Cancer BiologyNews

Old Drug Can Be Used To Fight Cancer With New Actions

A new method has been developed to use old drugs to fight cancer

Cancer is a deadly disease of uncontrolled growth of cells in the body. According to WHO reports more than 3.7 million new cases are seen and 1.9 million dies of cancer each year.

Chemotherapy and Radiotherapy are used for the treatment of this disease. Recently developed drugs called kinase inhibitors are proving to be very effective in the treatment of cancer. They attack a family of receptors tyrosine kinases (RKTs), which protrude from cell surface like antennae, these RKTs activate cancerous activities in the cell.

A new method has been developed to use these old drugs to fight cancer. Researchers at Arizona State University ‘s Biodesign Institute developed a method to screen a broad range of kinases for a drug’s effectiveness. Ibrutinib which is inhibitors of Bruton’s tyrosine kinase (BTK) found in white blood cells, was approved by FDA in 2013 for treatment of leukemia.

This ERBB4 receptor, a member of the receptor tyrosine kinase family, is of increasing interest for science and medicine. Mutations in ERBB4 have been linked in recent studies to melanoma and lung cancer, and altered expression of ERBB4 has been observed in breast cancer, neuroblastoma, colon cancer, and non-small cell lung cancer, though the receptor has not received suffient study to date. When signaling molecules known as epithelial growth factors (seen in blue) bind with the ERBB4 receptors (red) a cascade of cell signalling events is set in motion. A process known as protein phosphorylation occurs. The phenomenon has been linked with many cellular events including progression to cancer. An experimental drug known as ibrutanib was shown to inhibit the kinase function of ERBB4, potentially blocking this cascade of events. (CREDIT Jason Drees: Biodesign Institute)

A new research conducted by Dr. Joshua LaBaer who is Director at Biodesign Institute shows that ibrutinib can also target member of RTK family ERBB4 which block the sequence of events leading to cancer.

Results of the research show that ibrutinib act as an inhibitor of ERBB4 and limits the growth of cancer cells in the laboratory and reduce the size of the tumor in mice. The sensitivity of ERBB4 is similar to that of BTK.

This study provides a method for searching new targets of these old drugs like kinases inhibitors demonstrates the potential therapeutic utility of an existing pharmaceutical to selectively target ERBB4, in addition to its original target BTK.

LaBaer said, “We are particularly excited because it demonstrates that the proteins on these arrays are functionally active in a manner that reflects their natural activity and enables us to screen for their responses to selective drugs. This now provides a tool that would enable us to look for off-target responders to drugs or determine how specific acquired mutations might affect drug response.”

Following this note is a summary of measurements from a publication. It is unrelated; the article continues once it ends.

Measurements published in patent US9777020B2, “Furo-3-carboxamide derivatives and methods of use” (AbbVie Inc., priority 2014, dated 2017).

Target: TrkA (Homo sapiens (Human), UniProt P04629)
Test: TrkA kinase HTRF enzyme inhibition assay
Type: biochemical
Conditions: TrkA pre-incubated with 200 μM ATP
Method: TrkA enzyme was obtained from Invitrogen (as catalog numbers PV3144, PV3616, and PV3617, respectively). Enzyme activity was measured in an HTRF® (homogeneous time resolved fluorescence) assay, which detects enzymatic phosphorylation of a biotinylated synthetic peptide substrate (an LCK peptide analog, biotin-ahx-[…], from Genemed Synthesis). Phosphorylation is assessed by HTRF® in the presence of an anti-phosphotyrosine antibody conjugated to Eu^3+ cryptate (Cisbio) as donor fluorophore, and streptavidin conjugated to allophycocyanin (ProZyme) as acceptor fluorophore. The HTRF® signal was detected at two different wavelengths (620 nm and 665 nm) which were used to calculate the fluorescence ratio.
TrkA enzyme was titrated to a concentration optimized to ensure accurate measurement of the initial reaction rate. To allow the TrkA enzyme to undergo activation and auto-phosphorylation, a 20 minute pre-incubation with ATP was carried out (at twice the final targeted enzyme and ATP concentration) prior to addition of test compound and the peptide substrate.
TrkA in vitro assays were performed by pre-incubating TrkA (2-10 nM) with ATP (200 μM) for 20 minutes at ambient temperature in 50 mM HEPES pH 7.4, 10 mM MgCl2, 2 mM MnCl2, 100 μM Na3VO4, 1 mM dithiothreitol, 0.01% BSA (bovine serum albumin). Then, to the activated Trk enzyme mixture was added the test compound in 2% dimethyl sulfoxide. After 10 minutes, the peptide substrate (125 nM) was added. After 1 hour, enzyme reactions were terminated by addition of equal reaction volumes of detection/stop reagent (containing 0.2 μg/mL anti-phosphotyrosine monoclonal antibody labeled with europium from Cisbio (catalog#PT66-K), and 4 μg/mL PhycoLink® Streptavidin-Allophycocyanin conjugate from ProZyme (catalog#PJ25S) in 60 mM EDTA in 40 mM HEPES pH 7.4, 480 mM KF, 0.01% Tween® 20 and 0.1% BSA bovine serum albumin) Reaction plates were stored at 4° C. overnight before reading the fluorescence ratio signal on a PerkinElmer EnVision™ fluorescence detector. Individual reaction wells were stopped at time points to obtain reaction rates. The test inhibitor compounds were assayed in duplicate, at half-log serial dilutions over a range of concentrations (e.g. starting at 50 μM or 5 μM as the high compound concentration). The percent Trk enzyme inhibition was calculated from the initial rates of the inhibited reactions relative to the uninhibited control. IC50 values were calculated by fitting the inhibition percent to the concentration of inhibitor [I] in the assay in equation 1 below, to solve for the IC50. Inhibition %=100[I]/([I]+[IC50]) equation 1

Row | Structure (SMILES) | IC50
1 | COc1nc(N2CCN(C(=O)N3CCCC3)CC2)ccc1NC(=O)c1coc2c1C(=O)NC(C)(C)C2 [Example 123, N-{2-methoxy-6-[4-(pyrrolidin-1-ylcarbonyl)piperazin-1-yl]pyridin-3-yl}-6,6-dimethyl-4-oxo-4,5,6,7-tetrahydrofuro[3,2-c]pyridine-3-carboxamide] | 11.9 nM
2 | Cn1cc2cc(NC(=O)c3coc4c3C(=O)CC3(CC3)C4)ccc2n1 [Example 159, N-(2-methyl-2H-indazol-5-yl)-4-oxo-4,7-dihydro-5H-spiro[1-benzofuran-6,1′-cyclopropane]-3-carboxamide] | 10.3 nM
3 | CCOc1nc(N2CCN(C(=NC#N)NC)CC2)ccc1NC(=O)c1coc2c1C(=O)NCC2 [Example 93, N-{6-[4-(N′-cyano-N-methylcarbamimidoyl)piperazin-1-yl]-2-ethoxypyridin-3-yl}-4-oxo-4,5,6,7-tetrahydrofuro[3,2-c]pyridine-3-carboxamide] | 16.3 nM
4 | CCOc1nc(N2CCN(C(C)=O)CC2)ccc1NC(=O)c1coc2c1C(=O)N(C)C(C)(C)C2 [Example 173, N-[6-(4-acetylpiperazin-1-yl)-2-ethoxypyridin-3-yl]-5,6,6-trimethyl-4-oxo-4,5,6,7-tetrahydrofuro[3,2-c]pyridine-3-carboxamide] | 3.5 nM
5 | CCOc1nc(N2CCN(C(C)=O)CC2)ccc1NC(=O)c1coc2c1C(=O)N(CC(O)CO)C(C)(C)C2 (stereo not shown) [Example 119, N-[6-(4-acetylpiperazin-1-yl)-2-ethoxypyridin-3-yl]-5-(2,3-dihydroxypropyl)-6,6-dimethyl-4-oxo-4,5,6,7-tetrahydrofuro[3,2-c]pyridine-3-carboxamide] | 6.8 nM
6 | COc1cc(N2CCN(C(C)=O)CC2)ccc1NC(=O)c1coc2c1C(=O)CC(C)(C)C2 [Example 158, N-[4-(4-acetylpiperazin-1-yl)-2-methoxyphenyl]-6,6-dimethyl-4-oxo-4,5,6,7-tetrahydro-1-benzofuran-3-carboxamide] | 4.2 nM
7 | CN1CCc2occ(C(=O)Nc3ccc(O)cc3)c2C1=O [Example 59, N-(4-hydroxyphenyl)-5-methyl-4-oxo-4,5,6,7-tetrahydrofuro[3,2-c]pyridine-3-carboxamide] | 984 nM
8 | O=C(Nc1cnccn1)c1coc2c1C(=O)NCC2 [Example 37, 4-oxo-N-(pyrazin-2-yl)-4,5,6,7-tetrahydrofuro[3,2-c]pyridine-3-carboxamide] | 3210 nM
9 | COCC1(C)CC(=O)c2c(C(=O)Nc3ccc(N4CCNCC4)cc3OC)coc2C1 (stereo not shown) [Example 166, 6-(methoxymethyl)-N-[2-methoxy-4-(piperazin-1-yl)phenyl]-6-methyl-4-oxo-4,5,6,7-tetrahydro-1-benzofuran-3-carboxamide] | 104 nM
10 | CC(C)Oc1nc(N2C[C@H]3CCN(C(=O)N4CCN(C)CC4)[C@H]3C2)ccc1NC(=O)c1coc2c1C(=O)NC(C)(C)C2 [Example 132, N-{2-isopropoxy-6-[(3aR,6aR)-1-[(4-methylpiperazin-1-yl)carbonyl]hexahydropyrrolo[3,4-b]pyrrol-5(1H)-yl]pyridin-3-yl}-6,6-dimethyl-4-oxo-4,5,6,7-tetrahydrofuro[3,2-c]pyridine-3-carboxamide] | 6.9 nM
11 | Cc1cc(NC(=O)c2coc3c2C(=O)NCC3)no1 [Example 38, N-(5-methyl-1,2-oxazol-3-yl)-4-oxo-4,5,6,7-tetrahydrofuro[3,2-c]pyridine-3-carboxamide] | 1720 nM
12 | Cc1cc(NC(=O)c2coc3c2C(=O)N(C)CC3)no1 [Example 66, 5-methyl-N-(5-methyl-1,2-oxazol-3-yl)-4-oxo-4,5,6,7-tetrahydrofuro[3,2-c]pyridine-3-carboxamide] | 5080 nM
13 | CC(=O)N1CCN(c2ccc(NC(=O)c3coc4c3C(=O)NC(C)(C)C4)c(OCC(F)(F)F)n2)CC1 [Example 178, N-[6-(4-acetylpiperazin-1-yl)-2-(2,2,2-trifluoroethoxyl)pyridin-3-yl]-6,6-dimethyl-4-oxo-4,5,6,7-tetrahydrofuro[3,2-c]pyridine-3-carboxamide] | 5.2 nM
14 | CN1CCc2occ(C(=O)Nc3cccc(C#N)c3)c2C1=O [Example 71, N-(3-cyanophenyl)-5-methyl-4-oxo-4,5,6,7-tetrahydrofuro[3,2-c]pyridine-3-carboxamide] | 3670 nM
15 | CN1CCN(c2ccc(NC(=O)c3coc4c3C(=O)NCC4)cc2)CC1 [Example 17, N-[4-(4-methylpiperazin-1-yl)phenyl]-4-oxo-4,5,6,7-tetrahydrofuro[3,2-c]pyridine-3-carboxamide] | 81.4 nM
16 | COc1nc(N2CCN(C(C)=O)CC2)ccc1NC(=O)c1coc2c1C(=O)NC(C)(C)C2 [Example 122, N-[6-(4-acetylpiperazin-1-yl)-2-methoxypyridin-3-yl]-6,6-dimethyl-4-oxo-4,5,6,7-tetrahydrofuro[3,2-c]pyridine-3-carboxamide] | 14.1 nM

ERBB4 is a little-studied family of RTK, to explore its behavior researchers are utilizing a technique called protein microarray. In this technique, a microscopic surface is used on which many different proteins can be studied simultaneously, each protein is represented by a dot. Interaction of a protein with other proteins, their binding activities with DNA and RNA or with other factors found in blood and a broad range of pathogens can be studied.

The conventional method of printing proteins on the slide is an inefficient and laborious process as proteins are delicate three-dimensional structure, that must be folded in the right way to function properly. But both the method conventional printing protein and the new method of protein array are used in non-human systems, therefore, an elaborate protein purification steps are required, which makes it difficult to stabilize the structure of protein for a period of time.

A revolutionary technology known as NAPPA ( nucleic acid programmable protein array ) is used in place of printing slides or protein microarray. NAPPA prints circular DNA called plasmid, coding for required protein then synthesizes the target proteins just-in-time on the spot by adding human cell extract for more natural protein folding. NAPPA provides a highly efficient and functional way of protein expression and screening.

Dr. Femina Rauf lead author of the new study said, “You can express functional protein within one and a half hours. That’s the cool thing about it. We are using the human lysate system to express the proteins, so we expect to see well-folded, functional proteins. We’re especially excited because the RTKs are membrane proteins, which are ordinarily challenging to express but are still active here.”

Developing cancer-fighting drugs at economical cost takes decades, thus repurposing the use of the existing drugs becomes an attractive prospect.

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The BioScientist

The BioScientist is a platform for biological and biomedical thinker which covers the innovative technologies and scientific discoveries in the field of Biosciences.

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